Early interventions and partnerships with parents/carers should be straightforward and quick to set up so that problematic behaviours can be nipped in the bud early on, thus saving resources later down the line.
Who is a teacher’s first point of contact in the event of a behavioural issue? Will that person be able to react immediately, or will the teacher be left struggling in the classroom with their lesson disrupted? When will the family be contacted?
Will the student with SEMH understand how your system works?
Wherever possible, try to keep the child in the classroom. If removal is required, this should be addressed instantly and the student returned to class as quickly as possible. The process should be managed in such a way that the student and class teacher both feel supported throughout. Deescalation should form part of the response, though putting a child back in class before they’re ready can have the effect of making the situation worse.
In my opinion, using isolation as consequence to make up for organisational difficulties is unhelpful. Students miss lessons, teachers have to find a way for them to catch up, and you run the risk of embedding a negative cycle. Unless required for safety reasons, use a different sanction – perhaps a centralised detention at lunchtime or after school?
We should also be wary of stereotyping. An educational psychologist I heard speak on this discussed how girls tended to receive ‘nurturing’ interventions while boys received anger management support. Could it be that some students are over-represented in SEMH and underrepresented in other areas, such as dyslexia? Could it be worth auditing your detentions and behaviour points to identify common patterns?
Cast your net wide
The process of building staff awareness starts in the classroom, but its success will depend on the school’s culture. Fostering a culture of inclusion and diversity will encourage tolerance. Organising speakers who can share experiences of adoption and living in care and talk about their subsequent successes can be a great way of showing children what’s possible.
Charities such as ICAN and the National Autistic Society can help train staff in language and communication difficulties and provide teachers with excellent CPD on inclusive pedagogy and recognising behaviours that might indicate other difficulties. Equipping staff with this level of awareness will likely ensure that children’s opportunities are maximised within the classroom first, before external support is sought.
It’s also worth being savvy about what these types of organisations can offer your school for free, since many are funded externally.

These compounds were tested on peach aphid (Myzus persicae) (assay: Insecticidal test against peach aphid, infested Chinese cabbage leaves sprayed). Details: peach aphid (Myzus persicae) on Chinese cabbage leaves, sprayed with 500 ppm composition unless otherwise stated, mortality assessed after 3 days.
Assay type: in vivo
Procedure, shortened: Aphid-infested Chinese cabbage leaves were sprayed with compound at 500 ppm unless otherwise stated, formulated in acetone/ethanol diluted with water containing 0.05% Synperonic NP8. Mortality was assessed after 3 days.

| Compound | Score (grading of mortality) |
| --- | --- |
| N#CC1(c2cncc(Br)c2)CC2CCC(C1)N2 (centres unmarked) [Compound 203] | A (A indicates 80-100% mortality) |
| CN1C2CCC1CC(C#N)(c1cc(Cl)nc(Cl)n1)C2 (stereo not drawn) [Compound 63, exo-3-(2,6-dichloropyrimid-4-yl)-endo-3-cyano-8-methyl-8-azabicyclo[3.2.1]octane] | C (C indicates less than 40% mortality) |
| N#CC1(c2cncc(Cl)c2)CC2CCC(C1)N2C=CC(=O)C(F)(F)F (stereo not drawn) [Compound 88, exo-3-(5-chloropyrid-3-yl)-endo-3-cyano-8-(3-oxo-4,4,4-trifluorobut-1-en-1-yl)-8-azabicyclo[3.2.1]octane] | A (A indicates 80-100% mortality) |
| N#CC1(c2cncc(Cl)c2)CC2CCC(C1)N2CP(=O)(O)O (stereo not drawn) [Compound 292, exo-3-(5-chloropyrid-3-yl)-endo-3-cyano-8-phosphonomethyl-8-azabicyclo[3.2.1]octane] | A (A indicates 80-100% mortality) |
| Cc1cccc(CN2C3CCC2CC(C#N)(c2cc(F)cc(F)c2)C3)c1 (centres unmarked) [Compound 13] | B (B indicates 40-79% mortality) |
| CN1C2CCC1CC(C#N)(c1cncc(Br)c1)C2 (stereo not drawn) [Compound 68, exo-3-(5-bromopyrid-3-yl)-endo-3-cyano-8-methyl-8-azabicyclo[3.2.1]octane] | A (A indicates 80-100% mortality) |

Outreach from PRUs and special schools can be another valuable source of support. One highly experienced primary school teacher recently told me of how she had a class of 30 with high levels of need and support from one TA in the mornings only.
Having struggled under this arrangement, she took the step of asking for help and was able to receive support from an outreach service specialising in autism for a child with SEMH and ASD. This provided her with a series of ‘quick win’ tips and resources that enabled her to pursue more effective inclusive strategies for the child in question, while continuing to teach the rest of children in the class.
PRUs will often be willing to work with teachers so that young people with acute SEMH difficulties can transfer back into mainstream. Remember that from their perspective, prevention is better than reaction – if they can get ‘in’ with your school early on and embed helpful practice, that’s helpful to them.
But, I hear some of you say, We do all these things and don’t have access to CAMHS. ‘Our’ educational psychologists spend their time writing up EHCPs and attending annual reviews for complex children – we can’t do it on our own. Believe me, I hear you.
The paucity of external provision available to schools is currently the worst I’ve seen since 1997, when I first began teaching. The years when schools could call on Children Centres, Sure Start, parent support advisors, teenage pregnancy services, wider CAMHS provision and a larger social services department seem very long ago.
I’m not saying it’s easy, but I hope some of the points above have either reassured you that you’re doing all you can, or brought to light some practical ideas that may save you resources and frustration later on.
Jules Daulby is an education consultant specialising in inclusion and literacy.